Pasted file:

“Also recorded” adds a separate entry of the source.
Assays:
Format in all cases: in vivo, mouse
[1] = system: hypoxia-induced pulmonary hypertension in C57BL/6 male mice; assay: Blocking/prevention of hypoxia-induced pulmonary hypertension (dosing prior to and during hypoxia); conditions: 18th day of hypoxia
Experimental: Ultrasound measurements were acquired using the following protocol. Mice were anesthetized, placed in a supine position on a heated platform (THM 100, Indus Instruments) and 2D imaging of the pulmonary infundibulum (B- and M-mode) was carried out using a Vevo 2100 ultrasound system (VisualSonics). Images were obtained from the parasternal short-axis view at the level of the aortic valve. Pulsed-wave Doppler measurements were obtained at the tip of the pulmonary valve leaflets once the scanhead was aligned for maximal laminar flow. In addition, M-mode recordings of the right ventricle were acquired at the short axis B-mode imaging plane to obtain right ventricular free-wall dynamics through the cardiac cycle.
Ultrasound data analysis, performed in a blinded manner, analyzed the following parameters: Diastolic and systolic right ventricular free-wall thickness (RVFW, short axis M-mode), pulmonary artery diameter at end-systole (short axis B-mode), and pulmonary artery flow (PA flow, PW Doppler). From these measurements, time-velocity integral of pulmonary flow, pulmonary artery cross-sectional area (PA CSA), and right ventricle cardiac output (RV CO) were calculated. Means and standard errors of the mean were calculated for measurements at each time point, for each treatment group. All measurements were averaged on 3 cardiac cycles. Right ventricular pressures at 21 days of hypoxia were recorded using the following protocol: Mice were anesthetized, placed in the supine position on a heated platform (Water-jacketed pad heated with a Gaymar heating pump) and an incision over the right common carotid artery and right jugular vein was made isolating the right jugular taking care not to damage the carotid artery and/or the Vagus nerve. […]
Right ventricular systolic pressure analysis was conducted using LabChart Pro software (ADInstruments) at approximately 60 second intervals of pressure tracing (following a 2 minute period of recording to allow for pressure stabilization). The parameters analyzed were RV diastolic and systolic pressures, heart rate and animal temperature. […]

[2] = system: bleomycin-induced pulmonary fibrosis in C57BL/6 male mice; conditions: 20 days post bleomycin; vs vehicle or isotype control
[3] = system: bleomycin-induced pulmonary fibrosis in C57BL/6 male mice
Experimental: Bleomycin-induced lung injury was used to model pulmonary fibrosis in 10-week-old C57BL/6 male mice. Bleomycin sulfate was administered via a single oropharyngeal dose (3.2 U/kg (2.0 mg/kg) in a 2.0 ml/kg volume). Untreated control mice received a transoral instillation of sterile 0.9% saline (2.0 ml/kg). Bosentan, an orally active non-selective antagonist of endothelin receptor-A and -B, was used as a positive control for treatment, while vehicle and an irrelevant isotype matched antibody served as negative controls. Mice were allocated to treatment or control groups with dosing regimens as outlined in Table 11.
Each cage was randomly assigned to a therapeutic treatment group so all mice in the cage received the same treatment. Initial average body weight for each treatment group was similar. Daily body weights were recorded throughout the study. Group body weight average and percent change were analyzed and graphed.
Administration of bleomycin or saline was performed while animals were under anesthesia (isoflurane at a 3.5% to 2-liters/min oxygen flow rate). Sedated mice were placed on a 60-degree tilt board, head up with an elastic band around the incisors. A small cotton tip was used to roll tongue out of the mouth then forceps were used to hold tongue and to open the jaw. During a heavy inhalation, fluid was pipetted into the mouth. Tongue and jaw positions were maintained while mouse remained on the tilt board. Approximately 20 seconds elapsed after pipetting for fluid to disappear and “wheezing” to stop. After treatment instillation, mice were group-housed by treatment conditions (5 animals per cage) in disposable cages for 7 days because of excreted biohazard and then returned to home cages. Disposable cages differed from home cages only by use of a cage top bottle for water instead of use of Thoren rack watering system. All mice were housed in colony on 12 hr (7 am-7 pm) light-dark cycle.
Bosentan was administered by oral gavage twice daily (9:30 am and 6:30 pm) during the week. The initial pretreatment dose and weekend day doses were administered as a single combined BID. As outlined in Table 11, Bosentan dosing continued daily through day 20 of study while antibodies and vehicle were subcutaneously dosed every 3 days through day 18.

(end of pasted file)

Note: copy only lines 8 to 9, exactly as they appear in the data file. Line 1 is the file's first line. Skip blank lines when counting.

[2] = system: bleomycin-induced pulmonary fibrosis in C57BL/6 male mice; conditions: 20 days post bleomycin; vs vehicle or isotype control
[3] = system: bleomycin-induced pulmonary fibrosis in C57BL/6 male mice